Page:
Don’t Delay Carpal Tunnel Treatment

Carpal Tunnel Treatment

Carpal tunnel syndrome is a condition caused by a compressed nerve that runs from your forearm to your hand through a passage called the carpal tunnel. While many people relate carpal tunnel to using a keyboard or other repetitive motions, it is actually caused by genetics (people with small carpal tunnels and women are at higher risk) and health conditions such as arthritis, diabetes, and obesity.

Carpal tunnel syndrome typically starts with a feeling of numbness or tingling in your thumb and first three fingers (usually not the pinky finger). It also can cause a sensation like an electric jolt that can run up the arm. In severe cases, it can cause pain in the arm, wrist, and hand that can occur during certain activities or be constant. Carpal tunnel syndrome symptoms can be strong enough to wake people up at night.

Should I See a Doctor for Carpal Tunnel?

Mild cases of carpal tunnel are typically treated with home remedies, such as icing the wrist and taking over-the-counter medications like Tylenol. If home remedies are not effective and you have continuing symptoms that interfere with your normal activities or sleep, you should see your doctor or a Penn Highlands neurosurgeon, orthopedic surgeon, or plastic surgeon who specializes in carpal tunnel repair. Permanent nerve and muscle damage can occur without treatment.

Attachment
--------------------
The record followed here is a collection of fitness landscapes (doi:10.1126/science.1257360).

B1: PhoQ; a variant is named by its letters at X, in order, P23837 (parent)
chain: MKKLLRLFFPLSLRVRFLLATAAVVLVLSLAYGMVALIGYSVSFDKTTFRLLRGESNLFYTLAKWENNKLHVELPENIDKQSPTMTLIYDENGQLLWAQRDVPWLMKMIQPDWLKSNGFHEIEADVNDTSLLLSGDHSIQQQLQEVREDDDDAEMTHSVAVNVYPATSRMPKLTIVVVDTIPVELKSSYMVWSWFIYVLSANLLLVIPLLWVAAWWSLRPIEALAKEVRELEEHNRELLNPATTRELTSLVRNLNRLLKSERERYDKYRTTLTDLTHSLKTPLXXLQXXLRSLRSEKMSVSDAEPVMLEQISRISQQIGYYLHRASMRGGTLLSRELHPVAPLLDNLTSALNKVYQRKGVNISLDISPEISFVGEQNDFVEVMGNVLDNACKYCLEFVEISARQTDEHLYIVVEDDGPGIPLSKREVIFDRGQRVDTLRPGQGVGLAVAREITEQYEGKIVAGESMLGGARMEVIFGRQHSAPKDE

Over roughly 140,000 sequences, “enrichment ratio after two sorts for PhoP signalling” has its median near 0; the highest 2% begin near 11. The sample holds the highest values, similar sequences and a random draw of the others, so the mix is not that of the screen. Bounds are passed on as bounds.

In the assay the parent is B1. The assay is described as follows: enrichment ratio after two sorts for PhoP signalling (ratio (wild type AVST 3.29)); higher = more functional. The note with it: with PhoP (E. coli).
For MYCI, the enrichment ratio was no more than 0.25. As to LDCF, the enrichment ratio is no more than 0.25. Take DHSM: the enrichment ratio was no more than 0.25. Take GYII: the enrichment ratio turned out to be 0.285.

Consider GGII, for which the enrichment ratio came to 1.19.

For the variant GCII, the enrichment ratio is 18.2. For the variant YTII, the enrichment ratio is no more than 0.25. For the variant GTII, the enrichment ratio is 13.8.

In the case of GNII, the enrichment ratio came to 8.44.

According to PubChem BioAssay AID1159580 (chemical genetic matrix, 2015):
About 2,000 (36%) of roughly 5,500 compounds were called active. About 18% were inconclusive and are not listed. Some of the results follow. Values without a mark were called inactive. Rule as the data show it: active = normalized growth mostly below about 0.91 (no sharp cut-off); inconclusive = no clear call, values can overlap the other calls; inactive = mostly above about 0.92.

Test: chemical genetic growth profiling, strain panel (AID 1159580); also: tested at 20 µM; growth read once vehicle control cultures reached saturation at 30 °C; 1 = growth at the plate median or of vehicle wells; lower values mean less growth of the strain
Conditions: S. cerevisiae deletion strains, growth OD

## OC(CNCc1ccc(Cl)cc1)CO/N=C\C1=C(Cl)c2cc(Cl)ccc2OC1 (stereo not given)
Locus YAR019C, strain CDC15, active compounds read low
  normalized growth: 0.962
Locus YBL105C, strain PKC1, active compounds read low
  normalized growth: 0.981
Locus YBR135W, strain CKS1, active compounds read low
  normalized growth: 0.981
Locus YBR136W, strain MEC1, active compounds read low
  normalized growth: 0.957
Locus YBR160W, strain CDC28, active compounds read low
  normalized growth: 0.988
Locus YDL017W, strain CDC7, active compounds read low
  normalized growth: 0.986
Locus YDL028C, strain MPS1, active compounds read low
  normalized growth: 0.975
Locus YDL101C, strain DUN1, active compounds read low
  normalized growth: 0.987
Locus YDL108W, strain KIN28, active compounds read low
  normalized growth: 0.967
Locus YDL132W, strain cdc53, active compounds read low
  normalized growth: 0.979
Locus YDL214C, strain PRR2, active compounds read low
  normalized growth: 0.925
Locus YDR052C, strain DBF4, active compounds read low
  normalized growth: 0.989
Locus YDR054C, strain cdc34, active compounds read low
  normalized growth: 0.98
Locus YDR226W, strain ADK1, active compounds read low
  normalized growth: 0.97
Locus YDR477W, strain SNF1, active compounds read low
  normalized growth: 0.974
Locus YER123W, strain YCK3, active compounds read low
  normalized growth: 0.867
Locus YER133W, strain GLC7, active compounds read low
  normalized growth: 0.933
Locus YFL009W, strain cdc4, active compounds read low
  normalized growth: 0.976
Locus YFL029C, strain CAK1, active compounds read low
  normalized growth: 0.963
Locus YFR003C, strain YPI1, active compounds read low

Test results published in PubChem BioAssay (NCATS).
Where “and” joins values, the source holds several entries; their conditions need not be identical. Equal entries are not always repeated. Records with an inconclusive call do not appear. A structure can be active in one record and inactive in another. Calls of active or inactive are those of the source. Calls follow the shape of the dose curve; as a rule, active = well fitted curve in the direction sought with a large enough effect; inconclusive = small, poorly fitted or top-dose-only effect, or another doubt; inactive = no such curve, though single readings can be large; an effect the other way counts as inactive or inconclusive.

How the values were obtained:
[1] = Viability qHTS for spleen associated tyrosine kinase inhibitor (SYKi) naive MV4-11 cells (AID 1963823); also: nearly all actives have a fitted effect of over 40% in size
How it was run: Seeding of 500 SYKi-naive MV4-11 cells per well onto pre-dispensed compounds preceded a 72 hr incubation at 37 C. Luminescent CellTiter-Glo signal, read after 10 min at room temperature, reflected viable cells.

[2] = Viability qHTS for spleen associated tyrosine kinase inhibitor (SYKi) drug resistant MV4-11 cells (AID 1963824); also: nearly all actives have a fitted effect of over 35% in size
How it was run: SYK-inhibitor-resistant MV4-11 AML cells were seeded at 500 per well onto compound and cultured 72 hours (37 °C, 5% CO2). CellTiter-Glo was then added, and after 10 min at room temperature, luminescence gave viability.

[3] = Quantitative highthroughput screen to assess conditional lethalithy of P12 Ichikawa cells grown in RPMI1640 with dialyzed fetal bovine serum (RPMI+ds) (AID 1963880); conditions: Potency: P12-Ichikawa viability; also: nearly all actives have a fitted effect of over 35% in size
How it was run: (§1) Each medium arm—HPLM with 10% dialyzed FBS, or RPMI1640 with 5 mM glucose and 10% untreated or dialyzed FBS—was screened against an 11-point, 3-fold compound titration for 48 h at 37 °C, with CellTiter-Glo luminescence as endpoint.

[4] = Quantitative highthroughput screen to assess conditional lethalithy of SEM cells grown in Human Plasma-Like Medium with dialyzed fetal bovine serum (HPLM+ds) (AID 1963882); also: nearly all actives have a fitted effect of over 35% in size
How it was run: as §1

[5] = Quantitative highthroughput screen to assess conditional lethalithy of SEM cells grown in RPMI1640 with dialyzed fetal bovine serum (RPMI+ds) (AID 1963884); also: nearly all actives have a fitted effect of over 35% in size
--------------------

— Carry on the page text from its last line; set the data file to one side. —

How is Carpal Tunnel Treated?

Once carpal tunnel is confirmed, our neurosurgeons may recommend wrist splinting or corticosteroid injections. These injections are meant to decrease inflammation, which could reduce the pressure on the nerve.

If conservative measures don’t relieve your carpal tunnel symptoms, surgery may be recommended. Surgery cuts the ligament that is pressing on the nerve, allowing the carpal tunnel to expand which relieves the pressure and the symptoms. This surgery is done on an outpatient basis, which means you’ll be able to go home the same day.

How Long Does Recovery from Carpal Tunnel Surgery Take?

After surgery, your hand and wrist will remain bandaged and possibly splinted for about two weeks. Heavy use of your hand will be restricted during this time. When the physician removes the bandages, you’ll begin physical therapy to help heal faster and to become stronger. Recovery can take anywhere from a few days to a few months.. How long it takes to return to full work and activities depends on several factors, including whether the surgery is performed on your dominant hand, the type of work or activities you do, and how severe the damage was to begin with.

If you have symptoms of carpal tunnel syndrome, don’t wait for permanent damage. Our surgeons can quickly diagnose you and put you on the road to recover.

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